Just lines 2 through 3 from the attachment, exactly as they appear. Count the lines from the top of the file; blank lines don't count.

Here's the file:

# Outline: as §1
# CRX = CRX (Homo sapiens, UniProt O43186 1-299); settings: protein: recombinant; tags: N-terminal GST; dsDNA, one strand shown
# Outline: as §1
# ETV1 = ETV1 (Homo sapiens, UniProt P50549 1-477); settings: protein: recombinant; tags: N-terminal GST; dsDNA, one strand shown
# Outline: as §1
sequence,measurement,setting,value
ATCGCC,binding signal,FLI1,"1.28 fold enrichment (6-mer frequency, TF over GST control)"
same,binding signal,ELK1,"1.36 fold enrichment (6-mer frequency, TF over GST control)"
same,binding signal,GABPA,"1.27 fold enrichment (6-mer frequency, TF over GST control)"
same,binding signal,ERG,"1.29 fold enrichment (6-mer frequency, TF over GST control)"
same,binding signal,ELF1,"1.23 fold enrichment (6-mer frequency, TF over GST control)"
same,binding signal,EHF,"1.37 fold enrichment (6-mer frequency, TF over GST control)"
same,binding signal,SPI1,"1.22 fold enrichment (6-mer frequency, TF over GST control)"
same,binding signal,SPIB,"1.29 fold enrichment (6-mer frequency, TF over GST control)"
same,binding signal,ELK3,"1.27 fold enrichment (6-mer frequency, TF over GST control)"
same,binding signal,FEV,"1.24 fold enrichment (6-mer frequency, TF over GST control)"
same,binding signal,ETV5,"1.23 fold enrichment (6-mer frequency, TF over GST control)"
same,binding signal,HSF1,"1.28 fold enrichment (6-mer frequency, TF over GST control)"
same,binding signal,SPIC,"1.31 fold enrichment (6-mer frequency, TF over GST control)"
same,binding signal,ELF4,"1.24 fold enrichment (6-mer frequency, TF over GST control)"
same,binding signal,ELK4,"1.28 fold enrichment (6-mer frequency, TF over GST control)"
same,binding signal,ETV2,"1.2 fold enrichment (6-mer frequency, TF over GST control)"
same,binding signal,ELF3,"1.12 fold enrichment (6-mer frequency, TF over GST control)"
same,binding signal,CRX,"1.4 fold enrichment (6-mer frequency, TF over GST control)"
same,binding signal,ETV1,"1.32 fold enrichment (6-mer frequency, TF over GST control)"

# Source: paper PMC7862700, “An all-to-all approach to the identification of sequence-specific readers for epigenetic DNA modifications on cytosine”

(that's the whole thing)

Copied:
# CRX = CRX (Homo sapiens, UniProt O43186 1-299); settings: protein: recombinant; tags: N-terminal GST; dsDNA, one strand shown
# Outline: as §1